Mark Fishel, GBFin, New City, NY 
Nancy C. Fisher, Educ, Waltha 
Laura Fishier, Psych, Rockvllle Ctr, NY 
Philip A. Fishman, Biochem/ Psych, 

Brookhaven, NY 
Tina Fishman, Econ, Mamaroneck, NY 

Gregory E. Fisk, Mgt, Longmeadow 
Steven D. Fitz, Mktg, York, PA 
Brian J. Fitzgerald, Hist, Springfield 
John G. Fitzgerald, GBFin, Longmeadow 
Kathleen Fitzgerald, Econ, Bedford 



Moira E. Fitzgerald, Comm Dis, Springfield 
Victoria F. Fitzgerald, Ind Eng, Braintree 
Anne R. Fitzsimmons, English, Concord 
Peter S. Flagg, Comm Stu, Reading 
Mary Flanders, Poli Sci, Framingham 

Joan Flecchia, Home Ec, Hull 
Tami Fleming, Econ, Somerset 
Christa A. Flewelling, German/English, 

Susan Flicop, Mktg, Peabody 
Gregg J. Flionis, Mgt, Marlboro 

Lawrence Asa Floyd, Hist, Revere 
Robert Flynn, Mech Eng, Framingham 
Katheleen A. Foley, Mktg, Holden 
Martha E. Foley, Home Ec, Lowell 
Timothy P. Foley, Ind Eng, W. Springfield 

Adelene Fong, CS Eng, Amherst 

Kim Fontaine, LS/R, Amherst 

Todd Michael FontaneHa, Env Des, Norwich, 

Sunisa Footrakul, Bangkok, Thailand 
Allison R. Forde, Soc, Scltuate 

Gianmarco Formichella, Econ, Salem, NH 
Angela F. Forster, Music, Foxboro 
Richard Fortescue, Econ, Amherst 
Mark A. Fortun, Mecfi Eng, Sharon 
Susan Fox, French, Chapel Hill, NC 

Lisa Frabutta, GBFin, Mllford 
Beth E. Francer, Spanish, Hull 
Michael J. Frankel, Acctng, Longmeadow 
Gary Frankfort, Mech Eng, Commach, NY 
Jenny Franklin, Home Ec, Westboro 

John C. Fraser, HRTA, Reading 
Brian Fratus, Leominster 
Christine Frazier, Sports Mgt, Falmouth 
David Freedman, Econ, Great Neck, NY 
Lisa Freedman, Econ, Swampscott 


Matthew D. Freedman, Micro, Lancaster, PA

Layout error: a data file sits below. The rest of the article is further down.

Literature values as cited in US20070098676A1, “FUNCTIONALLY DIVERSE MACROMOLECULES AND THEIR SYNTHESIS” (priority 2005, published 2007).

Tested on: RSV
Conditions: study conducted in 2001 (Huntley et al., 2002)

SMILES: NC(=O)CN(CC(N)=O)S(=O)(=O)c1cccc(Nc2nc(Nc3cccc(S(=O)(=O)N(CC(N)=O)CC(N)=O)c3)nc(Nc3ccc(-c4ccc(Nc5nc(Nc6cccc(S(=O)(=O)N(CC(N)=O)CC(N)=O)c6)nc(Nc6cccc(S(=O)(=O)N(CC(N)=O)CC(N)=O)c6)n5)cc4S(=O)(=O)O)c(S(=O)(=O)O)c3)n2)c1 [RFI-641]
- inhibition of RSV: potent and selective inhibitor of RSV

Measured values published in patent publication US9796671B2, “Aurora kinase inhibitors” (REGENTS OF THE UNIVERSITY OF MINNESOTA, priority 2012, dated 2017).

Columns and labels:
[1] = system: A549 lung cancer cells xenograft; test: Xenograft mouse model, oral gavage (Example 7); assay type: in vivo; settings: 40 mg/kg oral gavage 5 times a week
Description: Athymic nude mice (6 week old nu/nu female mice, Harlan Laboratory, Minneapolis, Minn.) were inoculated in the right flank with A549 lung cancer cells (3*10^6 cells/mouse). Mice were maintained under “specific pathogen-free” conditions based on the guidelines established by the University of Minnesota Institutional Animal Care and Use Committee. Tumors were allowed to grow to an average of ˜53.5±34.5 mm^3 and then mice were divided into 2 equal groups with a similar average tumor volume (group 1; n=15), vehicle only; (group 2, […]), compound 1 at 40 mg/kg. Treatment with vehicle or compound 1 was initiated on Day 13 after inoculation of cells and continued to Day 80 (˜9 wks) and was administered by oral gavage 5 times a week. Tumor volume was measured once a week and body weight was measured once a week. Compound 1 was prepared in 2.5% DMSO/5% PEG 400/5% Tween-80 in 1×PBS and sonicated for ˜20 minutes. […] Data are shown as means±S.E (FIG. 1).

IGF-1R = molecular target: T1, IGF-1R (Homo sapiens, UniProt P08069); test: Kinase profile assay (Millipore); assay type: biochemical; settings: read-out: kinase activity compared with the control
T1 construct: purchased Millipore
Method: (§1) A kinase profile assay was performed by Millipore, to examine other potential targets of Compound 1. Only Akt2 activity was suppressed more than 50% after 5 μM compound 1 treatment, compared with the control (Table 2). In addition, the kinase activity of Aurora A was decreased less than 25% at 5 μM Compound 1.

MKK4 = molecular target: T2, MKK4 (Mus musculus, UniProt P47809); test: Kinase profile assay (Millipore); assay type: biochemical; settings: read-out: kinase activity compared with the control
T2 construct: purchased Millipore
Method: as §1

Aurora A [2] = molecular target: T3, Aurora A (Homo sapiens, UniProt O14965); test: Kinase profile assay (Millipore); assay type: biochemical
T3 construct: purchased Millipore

Neal Freedman, Ind Eng, Randolph 

Donna Freel, Mktg, New York, NY 

Ann French, Psych, Stow 

Lynn R. Friedlander, Comm Stu, Dix Hills, NY 


Mary Christina Friesz, Hum Nut, Watchung, NJ 
Seth Frisbie, P/S Sci, Marchfield 
Craig S. Fulier, Soc, Belmont 
Robert P. Fuiler, Biochem. Plainville 
Douglas J. Furciniti, Psych, Springfield, VA 

Silas Fyler, COINS, Wellesley 
Alison B. Gabriel, Mech Eng, Stoughton 
Thomas Scott Gagnon, GB Fin, Fitchburg 
William P. Gagnon, Acctng, South Yarmouth 
Mary Catherine Gala, Int Des, Lenox 

Alica M. Gallagher, Theater, Randolph 
Colleen Ann Gallagher, COINS, Springfield 
James Gallagher, Elec Eng, Lenox 
Kevin G. Gallagher, Elec Eng, Harrington Pk, 

Joseph N. Gallant, Hadley 

Susan E. Galler, Eng, Bolton 
Gary E. Galonek, Mktg, Southbridge 
Melissa I. Ganek, An Sci, Parsippany, NJ 
Michael Ganz, Econ, Westwood 
Shara S. Garay, Mgt, Amherst 

llene P. Garber, JS, Peabody 
Jonathan S. Garber, Elec Eng, Acton 
George Garcia, Art, Swansea 
Linda R. Gardner, Art, Nantucket 
Pamela J. Gardner, Psych, Edgartown 

This man draws a crowd of students outside